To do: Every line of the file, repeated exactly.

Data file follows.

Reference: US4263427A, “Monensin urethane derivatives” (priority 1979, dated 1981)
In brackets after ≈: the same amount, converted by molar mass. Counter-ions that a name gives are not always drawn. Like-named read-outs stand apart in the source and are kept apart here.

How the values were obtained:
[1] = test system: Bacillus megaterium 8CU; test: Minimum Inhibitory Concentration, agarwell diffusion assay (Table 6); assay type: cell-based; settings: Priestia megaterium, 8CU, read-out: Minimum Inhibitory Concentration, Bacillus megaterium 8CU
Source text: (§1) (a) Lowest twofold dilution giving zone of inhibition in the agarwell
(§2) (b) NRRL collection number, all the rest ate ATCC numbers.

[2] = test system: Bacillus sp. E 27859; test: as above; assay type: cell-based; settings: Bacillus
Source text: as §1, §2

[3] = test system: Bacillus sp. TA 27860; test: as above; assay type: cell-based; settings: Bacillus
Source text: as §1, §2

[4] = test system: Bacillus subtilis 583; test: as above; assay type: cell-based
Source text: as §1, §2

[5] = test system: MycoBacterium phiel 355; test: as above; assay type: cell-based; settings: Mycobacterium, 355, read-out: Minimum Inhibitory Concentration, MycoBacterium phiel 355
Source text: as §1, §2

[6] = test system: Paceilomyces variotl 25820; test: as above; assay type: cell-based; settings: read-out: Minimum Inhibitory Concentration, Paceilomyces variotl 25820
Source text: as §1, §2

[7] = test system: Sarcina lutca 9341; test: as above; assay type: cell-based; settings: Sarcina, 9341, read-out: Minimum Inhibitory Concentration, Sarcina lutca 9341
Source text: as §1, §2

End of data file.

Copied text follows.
Reference: US4263427A, “Monensin urethane derivatives” (priority 1979, dated 1981)
In brackets after ≈: the same amount, converted by molar mass. Counter-ions that a name gives are not always drawn. Like-named read-outs stand apart in the source and are kept apart here.

How the values were obtained:
[1] = test system: Bacillus megaterium 8CU; test: Minimum Inhibitory Concentration, agarwell diffusion assay (Table 6); assay type: cell-based; settings: Priestia megaterium, 8CU, read-out: Minimum Inhibitory Concentration, Bacillus megaterium 8CU
Source text: (§1) (a) Lowest twofold dilution giving zone of inhibition in the agarwell
(§2) (b) NRRL collection number, all the rest ate ATCC numbers.

[2] = test system: Bacillus sp. E 27859; test: as above; assay type: cell-based; settings: Bacillus
Source text: as §1, §2

[3] = test system: Bacillus sp. TA 27860; test: as above; assay type: cell-based; settings: Bacillus
Source text: as §1, §2

[4] = test system: Bacillus subtilis 583; test: as above; assay type: cell-based
Source text: as §1, §2

[5] = test system: MycoBacterium phiel 355; test: as above; assay type: cell-based; settings: Mycobacterium, 355, read-out: Minimum Inhibitory Concentration, MycoBacterium phiel 355
Source text: as §1, §2

[6] = test system: Paceilomyces variotl 25820; test: as above; assay type: cell-based; settings: read-out: Minimum Inhibitory Concentration, Paceilomyces variotl 25820
Source text: as §1, §2

[7] = test system: Sarcina lutca 9341; test: as above; assay type: cell-based; settings: Sarcina, 9341, read-out: Minimum Inhibitory Concentration, Sarcina lutca 9341
Source text: as §1, §2